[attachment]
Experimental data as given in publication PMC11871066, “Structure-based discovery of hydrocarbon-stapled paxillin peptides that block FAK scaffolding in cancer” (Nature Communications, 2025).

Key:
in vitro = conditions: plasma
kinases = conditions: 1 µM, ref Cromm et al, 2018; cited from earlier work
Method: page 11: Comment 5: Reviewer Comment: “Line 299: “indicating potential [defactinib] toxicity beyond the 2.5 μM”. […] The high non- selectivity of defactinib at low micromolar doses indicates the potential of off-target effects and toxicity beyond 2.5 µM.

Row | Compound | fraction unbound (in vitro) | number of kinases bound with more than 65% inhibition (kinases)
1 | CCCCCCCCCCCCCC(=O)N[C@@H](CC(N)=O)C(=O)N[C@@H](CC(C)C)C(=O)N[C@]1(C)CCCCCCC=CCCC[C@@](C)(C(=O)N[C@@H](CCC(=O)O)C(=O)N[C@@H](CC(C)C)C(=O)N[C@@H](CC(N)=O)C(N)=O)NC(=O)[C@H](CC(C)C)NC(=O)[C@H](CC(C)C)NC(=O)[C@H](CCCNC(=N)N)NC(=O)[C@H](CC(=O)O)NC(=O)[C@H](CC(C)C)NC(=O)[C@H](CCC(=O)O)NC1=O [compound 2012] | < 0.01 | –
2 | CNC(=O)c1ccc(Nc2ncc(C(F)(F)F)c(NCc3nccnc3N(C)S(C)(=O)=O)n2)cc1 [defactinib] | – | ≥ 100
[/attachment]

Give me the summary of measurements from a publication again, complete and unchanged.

Experimental data as given in publication PMC11871066, “Structure-based discovery of hydrocarbon-stapled paxillin peptides that block FAK scaffolding in cancer” (Nature Communications, 2025).

Key:
in vitro = conditions: plasma
kinases = conditions: 1 µM, ref Cromm et al, 2018; cited from earlier work
Method: page 11: Comment 5: Reviewer Comment: “Line 299: “indicating potential [defactinib] toxicity beyond the 2.5 μM”. […] The high non- selectivity of defactinib at low micromolar doses indicates the potential of off-target effects and toxicity beyond 2.5 µM.

Row | Compound | fraction unbound (in vitro) | number of kinases bound with more than 65% inhibition (kinases)
1 | CCCCCCCCCCCCCC(=O)N[C@@H](CC(N)=O)C(=O)N[C@@H](CC(C)C)C(=O)N[C@]1(C)CCCCCCC=CCCC[C@@](C)(C(=O)N[C@@H](CCC(=O)O)C(=O)N[C@@H](CC(C)C)C(=O)N[C@@H](CC(N)=O)C(N)=O)NC(=O)[C@H](CC(C)C)NC(=O)[C@H](CC(C)C)NC(=O)[C@H](CCCNC(=N)N)NC(=O)[C@H](CC(=O)O)NC(=O)[C@H](CC(C)C)NC(=O)[C@H](CCC(=O)O)NC1=O [compound 2012] | < 0.01 | –
2 | CNC(=O)c1ccc(Nc2ncc(C(F)(F)F)c(NCc3nccnc3N(C)S(C)(=O)=O)n2)cc1 [defactinib] | – | ≥ 100